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How to Beat Audition Nerves: The Real Answer

Alanda was from New York City. I don’t remember why she moved to Chicago, but she was confident. She’d been frustrated in New York - lots of auditioning and no getting cast - and was glad for a fresh start. She was also glad to be in a little podunk town like Chicago. She’d certainly be cast here. (Gotta love New Yorkers!)

Alanda wasn’t unreasonable in expecting to be cast. She was beautiful and talented. She was also driven, which is how she found me. Her mission: lose her break, be able to sound great belting. Find someone who could teach her that. Chop-chop. She was a committed student who got better very quickly.

While she was working with me, she was also auditioning for shows; both straight theater and music theater. She wasn’t getting cast. She’d

spend some of her lesson time venting about how unfair auditions were. What do the skills required for auditioning have to do with the skills required to be in a show? Nothing! Auditioning and acting are totally different skill sets! SO frustrating! SO stupid!

And she was SO not getting cast.


The skills for auditioning really are different, she said, and I need to get good at those skills.


One day she comes to her lesson with an announcement: No more auditioning in order to be cast in a show. The skills for auditioning really are different, she said, and I need to get good at those skills. She declared that until she was really good at auditioning, she was going to use auditions for the sole purpose of getting good at auditions.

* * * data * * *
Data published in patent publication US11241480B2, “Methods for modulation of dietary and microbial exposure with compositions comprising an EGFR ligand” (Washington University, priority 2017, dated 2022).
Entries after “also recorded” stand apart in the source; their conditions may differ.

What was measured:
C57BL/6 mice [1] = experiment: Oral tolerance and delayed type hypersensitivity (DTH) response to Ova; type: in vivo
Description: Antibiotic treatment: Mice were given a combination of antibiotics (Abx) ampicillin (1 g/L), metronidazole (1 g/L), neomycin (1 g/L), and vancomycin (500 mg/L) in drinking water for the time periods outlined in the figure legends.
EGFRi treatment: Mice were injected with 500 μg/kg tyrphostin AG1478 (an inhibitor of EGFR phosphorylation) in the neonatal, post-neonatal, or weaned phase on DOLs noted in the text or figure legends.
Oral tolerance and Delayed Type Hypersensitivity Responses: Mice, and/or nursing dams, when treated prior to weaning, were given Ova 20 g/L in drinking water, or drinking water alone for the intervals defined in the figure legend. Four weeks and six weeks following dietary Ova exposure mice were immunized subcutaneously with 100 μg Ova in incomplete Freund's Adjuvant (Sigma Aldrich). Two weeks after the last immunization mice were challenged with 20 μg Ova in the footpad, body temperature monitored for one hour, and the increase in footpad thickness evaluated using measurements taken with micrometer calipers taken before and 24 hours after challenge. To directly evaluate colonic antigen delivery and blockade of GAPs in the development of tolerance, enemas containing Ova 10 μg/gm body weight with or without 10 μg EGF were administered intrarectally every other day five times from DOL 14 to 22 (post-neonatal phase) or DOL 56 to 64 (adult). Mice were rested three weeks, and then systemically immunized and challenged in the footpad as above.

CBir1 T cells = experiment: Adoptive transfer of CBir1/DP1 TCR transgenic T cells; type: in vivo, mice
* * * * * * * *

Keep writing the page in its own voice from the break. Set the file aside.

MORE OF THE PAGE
She did. She auditioned like mad. She was auditioning for four or five shows a week. She auditioned for shows she’d never be cast in (a white girl auditioning for Ain’t Misbehavin’? Seriously?) and didn’t care. She had a mission and she was using those auditions for her own purpose.

After a coupla-few months of that, she came to a lesson announcing that she was ready. She was good at auditioning, she wasn’t scared, and a theater company was auditioning for a show she really wanted to be in. She was going for it.

I was encouraging, but the odds were against her. The show was Quilters. It had a cast of seven women, the show was being staged by a very popular theater, and the auditions times had been booked before they were even announced. Things were not boding well for our heroine.

The end of the story is the end you hope for: Alanda was one of the seven women cast in Quilters. And she told me that, even though she was thrilled to be cast, she hadn’t had her hopes pinned on that show. She had several more auditions already on her calendar. She was ready to succeed as an actress.

Watch for my white paper, How to Have a Great Music Theater Audition, coming Thursday, May 4

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